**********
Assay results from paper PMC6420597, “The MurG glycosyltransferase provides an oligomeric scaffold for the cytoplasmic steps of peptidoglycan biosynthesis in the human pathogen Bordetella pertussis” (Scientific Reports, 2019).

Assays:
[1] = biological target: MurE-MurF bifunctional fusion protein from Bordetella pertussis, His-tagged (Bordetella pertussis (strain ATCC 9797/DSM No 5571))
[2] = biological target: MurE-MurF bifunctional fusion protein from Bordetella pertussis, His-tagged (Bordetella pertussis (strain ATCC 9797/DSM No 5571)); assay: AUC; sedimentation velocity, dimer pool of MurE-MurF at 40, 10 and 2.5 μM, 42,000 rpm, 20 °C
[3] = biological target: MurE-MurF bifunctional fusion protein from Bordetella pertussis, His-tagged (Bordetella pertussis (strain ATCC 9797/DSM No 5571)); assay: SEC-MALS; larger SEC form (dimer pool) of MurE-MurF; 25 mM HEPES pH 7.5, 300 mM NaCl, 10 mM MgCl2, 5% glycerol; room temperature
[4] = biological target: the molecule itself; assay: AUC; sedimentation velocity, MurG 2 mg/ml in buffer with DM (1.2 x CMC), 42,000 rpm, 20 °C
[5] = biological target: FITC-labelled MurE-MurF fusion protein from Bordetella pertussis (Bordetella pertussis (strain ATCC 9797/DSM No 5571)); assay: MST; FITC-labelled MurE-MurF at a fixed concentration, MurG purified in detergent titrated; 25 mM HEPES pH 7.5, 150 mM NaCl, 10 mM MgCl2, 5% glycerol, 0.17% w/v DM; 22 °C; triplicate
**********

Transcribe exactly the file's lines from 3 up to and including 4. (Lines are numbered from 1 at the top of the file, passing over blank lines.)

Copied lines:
[1] = biological target: MurE-MurF bifunctional fusion protein from Bordetella pertussis, His-tagged (Bordetella pertussis (strain ATCC 9797/DSM No 5571))
[2] = biological target: MurE-MurF bifunctional fusion protein from Bordetella pertussis, His-tagged (Bordetella pertussis (strain ATCC 9797/DSM No 5571)); assay: AUC; sedimentation velocity, dimer pool of MurE-MurF at 40, 10 and 2.5 μM, 42,000 rpm, 20 °C